Daisy Grace passed away early January at the age of 15 but she will forever live on in our Holiday Meal memories. A celebration of life was held last week over Zoom (1/10/21), if you would like to access the recording reach out to Celeste at

More >>

New Year’s Seasonal Cocktails

Simple Syrups

Simple syrups are super easy to make! Simply mix all ingredients in a saucepan over medium/low heat until all sugar is dissolves. Turn heat to low and let simmer 5 minutes. Turn off heat and let cool. Once cooled strain and place in an air tight container in the fridge. The longer you let the syrup sit with all the ingredients, the strong it will be! 

Rosemary Simple Syrup

  • ⅛ cup coarsely chopped rosemary
  • ½ cup sugar
  • ½ cup water

Bergamot Simple Syrup

  • Juice of 2-3 bergamot oranges (½ cup)
  • ½ cup sugar

Lavender Simple Syrup

  • ⅛ cup fresh or dried lavender flowers
  • ½ cup agave or honey
  • ⅓ cup water

Oregano Simple Syrup

  • ⅛ cup coarsely chopped oregano
  • ½ cup sugar
  • ½ cup water

Fennel Simple Syrup

  • 1 cup of fennel tops
  • ½ cup sugar
  • ½ cup water

Ginger Mint Simple Syrup

  • ½ cup water

  • ½ cup roughly chopped mint leaves

  • 1 inch piece of ginger, chopped

  • ½ cup sugar

Cinnamon (or Holiday Spice!) Simple Syrup

  • ½ cup water

  • ½ sugar

  • 1 cinnamon stick

  • Optional: 1-2 star anise, cloves, and allspice


Yuzu and Ginger Cocktail

  • 6 oz gin
  • 2 oz yuzu fruit juice
  • 1 Anjou pear for garnish
  • 2 tbsp of ginger mint syrup

Combine gin, yuzu juice and simple syrup in a cocktail shaker. Shake shake shake…shake shake shake…shake (Pour into a glass filled with ice, garnish with thinly sliced ginger root anjou pear and mint leaves.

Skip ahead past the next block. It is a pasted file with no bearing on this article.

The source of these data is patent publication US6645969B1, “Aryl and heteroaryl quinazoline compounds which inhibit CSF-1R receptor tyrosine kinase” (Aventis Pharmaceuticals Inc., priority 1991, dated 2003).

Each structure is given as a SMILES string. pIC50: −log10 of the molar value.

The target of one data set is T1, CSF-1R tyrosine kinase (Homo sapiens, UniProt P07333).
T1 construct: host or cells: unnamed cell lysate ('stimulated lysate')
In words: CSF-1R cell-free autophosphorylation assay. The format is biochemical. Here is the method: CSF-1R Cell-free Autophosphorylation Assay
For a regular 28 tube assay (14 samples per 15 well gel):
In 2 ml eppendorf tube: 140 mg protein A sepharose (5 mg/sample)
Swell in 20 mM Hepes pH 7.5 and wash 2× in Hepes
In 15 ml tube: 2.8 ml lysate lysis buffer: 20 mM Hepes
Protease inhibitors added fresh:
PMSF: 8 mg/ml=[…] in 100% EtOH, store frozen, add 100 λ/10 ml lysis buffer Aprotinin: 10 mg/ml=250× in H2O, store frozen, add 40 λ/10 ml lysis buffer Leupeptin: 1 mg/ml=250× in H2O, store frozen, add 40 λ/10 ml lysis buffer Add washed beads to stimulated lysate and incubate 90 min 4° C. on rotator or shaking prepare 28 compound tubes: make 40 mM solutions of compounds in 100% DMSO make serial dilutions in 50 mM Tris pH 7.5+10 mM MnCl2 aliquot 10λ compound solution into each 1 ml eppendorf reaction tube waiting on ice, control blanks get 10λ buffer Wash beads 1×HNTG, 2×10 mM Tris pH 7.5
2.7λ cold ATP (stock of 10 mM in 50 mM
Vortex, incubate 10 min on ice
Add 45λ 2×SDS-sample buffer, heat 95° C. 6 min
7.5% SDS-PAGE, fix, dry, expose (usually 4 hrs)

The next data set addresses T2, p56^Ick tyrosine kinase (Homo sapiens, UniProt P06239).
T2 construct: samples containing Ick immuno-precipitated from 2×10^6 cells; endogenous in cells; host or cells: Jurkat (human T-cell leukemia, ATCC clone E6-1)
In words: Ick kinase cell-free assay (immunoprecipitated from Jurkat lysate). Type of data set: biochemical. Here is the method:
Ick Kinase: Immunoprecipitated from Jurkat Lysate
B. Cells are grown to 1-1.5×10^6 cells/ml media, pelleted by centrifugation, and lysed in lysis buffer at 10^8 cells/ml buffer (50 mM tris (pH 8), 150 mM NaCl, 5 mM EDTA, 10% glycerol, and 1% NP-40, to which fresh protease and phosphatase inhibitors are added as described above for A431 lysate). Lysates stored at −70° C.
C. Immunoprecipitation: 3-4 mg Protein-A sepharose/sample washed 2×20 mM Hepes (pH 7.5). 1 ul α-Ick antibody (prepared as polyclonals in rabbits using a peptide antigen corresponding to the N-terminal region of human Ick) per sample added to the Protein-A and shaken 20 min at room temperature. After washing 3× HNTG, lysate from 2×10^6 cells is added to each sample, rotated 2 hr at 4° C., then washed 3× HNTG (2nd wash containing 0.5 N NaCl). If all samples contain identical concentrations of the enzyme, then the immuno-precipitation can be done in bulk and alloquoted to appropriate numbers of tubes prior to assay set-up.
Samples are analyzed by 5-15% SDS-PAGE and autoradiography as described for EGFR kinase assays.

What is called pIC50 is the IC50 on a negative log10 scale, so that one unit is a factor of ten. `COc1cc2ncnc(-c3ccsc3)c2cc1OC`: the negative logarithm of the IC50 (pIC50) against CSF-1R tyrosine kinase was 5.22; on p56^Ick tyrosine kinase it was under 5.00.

Cranberry Sauce Bourbon Cocktail

  • 2 tablespoons homemade or store-bought cranberry sauce

  • 1 to 2 shots bourbon

  • Ginger beer or club soda

  • 1 lemon wedge

Add the cranberry sauce to the bottom of the glass along with the bourbon

Add ice, then fill the remainder of the glass with ginger beer (or club soda)

Squeeze a lemon wedge into the drink and stir well.

*Don’t have any cranberry sauce? Make some and use ½ oz cinnamon syrup. Simmer down ⅓ cup cranberries with ¼ cup water until goopy (about 15 minutes). Strain and use liquid in your cocktail, and eat the rest!


Lavender Gimlet

  • 1 oz Lavender Honey Simple Syrup

  • 1 oz freshly squeezed lemon juice

  • 2 oz gin

Add the ingredients to a shaker.

Fill the shaker with ice.

Shake and strain into a cocktail coupe.

Garnish with a sprig of Lavender.


Honeyed Oregano Boulevardiers

  • 1 ½  ounce bourbon

  • ¾  ounce sweet vermouth

  • ¾  ounce Campari

  • 1 ounce oregano syrup

  • Splash of soda or tonic water

  • Twist of orange peel for garnish

Chill a cocktail glass by filling with ice or putting in freezer for about 5 minutes.